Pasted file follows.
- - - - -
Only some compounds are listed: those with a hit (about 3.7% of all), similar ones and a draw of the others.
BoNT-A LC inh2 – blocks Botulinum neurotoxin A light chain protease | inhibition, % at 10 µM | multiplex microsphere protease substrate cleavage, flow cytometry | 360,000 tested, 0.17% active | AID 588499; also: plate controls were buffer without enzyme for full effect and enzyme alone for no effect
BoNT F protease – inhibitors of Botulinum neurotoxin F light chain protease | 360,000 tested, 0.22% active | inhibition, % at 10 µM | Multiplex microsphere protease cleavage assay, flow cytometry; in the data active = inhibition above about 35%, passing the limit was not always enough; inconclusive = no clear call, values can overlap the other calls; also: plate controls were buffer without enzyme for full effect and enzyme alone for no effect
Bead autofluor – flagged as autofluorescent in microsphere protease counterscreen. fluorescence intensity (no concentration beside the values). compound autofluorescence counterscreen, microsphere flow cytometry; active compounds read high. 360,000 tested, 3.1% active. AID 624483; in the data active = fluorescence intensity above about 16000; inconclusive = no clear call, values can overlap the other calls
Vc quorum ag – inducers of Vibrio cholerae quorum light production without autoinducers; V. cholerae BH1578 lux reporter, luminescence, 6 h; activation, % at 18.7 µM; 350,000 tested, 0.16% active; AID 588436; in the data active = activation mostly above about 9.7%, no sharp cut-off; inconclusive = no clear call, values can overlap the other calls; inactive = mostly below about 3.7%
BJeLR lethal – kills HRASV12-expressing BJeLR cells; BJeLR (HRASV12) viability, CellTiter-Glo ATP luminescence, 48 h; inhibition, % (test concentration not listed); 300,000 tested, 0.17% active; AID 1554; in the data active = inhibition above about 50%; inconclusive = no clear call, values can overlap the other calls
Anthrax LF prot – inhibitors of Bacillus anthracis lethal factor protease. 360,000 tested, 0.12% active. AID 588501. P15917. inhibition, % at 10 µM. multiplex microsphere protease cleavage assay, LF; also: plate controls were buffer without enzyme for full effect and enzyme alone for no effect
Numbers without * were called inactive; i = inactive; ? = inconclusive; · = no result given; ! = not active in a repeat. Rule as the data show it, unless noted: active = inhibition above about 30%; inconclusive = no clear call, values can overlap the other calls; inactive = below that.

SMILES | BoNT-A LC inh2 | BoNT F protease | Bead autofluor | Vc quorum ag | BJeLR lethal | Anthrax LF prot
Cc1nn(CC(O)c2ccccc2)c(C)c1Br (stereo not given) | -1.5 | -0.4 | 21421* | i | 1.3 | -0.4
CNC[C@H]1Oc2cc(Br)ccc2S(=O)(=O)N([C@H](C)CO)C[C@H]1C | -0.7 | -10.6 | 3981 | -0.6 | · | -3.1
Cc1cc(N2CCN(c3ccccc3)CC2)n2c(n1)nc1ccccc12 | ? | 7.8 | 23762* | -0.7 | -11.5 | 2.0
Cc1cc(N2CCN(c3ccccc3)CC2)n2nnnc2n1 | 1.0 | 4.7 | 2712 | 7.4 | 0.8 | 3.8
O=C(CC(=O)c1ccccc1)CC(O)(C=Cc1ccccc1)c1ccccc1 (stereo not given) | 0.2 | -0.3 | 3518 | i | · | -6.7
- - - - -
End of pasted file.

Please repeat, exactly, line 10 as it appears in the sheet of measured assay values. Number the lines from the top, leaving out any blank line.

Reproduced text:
Cc1nn(CC(O)c2ccccc2)c(C)c1Br (stereo not given) | -1.5 | -0.4 | 21421* | i | 1.3 | -0.4